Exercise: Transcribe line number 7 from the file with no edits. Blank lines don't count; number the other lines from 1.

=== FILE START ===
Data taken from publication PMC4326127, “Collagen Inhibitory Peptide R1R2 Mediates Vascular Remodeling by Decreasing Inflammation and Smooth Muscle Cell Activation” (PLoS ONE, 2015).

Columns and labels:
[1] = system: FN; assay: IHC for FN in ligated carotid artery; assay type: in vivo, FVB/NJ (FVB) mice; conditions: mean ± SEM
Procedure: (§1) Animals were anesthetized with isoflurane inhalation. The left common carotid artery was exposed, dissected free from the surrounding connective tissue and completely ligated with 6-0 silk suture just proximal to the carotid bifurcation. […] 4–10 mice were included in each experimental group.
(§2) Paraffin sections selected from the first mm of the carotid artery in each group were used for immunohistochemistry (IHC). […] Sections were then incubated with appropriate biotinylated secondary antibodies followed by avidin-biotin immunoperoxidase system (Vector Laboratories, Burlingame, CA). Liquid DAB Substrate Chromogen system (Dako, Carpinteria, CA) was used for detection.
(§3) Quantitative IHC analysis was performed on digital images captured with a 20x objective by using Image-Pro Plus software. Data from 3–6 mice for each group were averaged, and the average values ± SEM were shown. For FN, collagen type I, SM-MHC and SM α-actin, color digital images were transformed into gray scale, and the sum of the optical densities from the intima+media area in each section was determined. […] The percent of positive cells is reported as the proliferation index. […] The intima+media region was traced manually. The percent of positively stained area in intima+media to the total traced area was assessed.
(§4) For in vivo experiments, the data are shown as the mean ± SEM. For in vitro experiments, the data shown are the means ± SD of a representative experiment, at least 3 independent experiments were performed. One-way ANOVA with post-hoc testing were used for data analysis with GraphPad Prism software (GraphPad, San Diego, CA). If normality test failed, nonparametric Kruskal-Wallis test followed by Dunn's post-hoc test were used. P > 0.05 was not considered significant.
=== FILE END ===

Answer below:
(§4) For in vivo experiments, the data are shown as the mean ± SEM. For in vitro experiments, the data shown are the means ± SD of a representative experiment, at least 3 independent experiments were performed. One-way ANOVA with post-hoc testing were used for data analysis with GraphPad Prism software (GraphPad, San Diego, CA). If normality test failed, nonparametric Kruskal-Wallis test followed by Dunn's post-hoc test were used. P > 0.05 was not considered significant.